When I say television, you say social media! Television! Social Media! It may seem odd, but according to NM Incite, a Nielsen/McKinsey company, television viewers are leveraging social media as a platform to talk about and engage with TV content.

Getting Social Across Media

While the mixing of media is always a tricky balance, there is enough compelling data to suggest that, with the right audience, message and time of day, using television to initiate online discussion could help advance your brand and your bottom line.


Television + Social Media 

Recently, we spoke with Tim O’Brien, vice president of Cesari Direct, a direct response marketing firm specializing in television. Usually, CMSWire doesn’t cover such outlets, but unlike other traditional media, televisions still own a majority of the marketplace, outranking online audiences and marketing efforts. Coupled with the recent impact of social media, this particular trend made us take notice.


Television marketing isn’t just about infomercials and 1-800 numbers anymore. In the last few years, television has become just one of the many touch points a customer has with a company, its brand and specific products. Now, instead of relying on a call center to take orders, companies need to factor in all types of customer experience platforms.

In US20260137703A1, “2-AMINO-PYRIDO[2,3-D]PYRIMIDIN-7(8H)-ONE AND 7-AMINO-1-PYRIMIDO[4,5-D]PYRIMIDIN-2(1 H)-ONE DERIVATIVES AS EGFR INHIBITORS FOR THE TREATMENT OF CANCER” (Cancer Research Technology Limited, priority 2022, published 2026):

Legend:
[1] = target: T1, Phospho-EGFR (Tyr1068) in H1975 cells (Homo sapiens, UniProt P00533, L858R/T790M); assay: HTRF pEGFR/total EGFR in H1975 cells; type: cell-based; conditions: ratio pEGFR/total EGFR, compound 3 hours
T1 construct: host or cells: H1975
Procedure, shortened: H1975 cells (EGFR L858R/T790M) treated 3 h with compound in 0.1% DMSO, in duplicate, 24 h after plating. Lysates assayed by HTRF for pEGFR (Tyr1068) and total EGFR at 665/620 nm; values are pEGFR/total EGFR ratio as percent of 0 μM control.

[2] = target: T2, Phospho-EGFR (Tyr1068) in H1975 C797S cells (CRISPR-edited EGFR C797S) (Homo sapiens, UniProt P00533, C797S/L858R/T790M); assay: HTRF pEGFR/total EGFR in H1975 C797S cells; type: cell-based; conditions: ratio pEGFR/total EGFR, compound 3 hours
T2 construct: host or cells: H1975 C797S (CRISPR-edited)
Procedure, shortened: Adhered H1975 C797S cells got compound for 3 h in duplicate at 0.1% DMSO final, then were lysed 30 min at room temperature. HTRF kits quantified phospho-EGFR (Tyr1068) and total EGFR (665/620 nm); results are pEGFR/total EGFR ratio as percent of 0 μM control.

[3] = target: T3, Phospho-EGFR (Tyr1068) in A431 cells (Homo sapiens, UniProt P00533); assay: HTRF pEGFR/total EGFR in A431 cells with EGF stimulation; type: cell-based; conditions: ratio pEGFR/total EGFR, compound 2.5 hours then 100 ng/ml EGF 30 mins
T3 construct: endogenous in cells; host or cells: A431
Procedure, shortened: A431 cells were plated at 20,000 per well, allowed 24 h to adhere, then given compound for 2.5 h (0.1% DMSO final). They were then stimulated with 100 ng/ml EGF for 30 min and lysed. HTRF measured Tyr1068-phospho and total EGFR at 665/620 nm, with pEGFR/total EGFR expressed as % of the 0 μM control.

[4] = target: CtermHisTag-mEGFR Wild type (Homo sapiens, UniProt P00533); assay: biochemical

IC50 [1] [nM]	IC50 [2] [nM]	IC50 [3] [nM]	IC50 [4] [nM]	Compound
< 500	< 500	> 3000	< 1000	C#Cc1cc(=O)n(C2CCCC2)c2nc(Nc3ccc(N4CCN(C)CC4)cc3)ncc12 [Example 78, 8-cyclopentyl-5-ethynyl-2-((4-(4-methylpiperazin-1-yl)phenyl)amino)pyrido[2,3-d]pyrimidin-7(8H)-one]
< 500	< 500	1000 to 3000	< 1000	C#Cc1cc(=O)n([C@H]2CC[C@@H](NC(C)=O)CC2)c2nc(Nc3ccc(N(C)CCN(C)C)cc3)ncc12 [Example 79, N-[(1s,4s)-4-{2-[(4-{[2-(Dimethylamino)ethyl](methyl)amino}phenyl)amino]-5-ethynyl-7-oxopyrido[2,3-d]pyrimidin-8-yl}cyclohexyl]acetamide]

Cesari has over 25 years of experience and research about how television marketing provides its clients with a custom package that helps them develop messages, brand attributes and the right platform and channels to deliver them. The results, says O’brien, can be instantaneous, thanks to real-time information and analytics.

Learning Opportunities

However, unlike online marketing, direct television marketing doesn’t come cheap -- but because it’s the biggest market, it can do the job of many little online campaigns, which in the long run may be worth it.

Yet, television isn’t for everyone, but there is assuredly some overlap with your online demographics. Thanks to Nielsen, we have a better idea of who’s talking about television and when.

  • On social media sites, 45% of the male population and 55% of the female population are talking about television programming. When the general online population is counted, however, those numbers reverse.
  • Online chatter around television is highest mid-week, when many popular shows air.
  • Some of the most popular topics for discussion are winning, voting and judging.


It may not seem logical that talking about reality television contestants will drive sales, at least not directly. The difference between direct response marketing and online chatter is what the user will do with the information. However, like most marketing efforts, listening is just as important as selling. If you can begin to put together a complete picture of what your users are talking across media, you can begin to better understand what will engage them.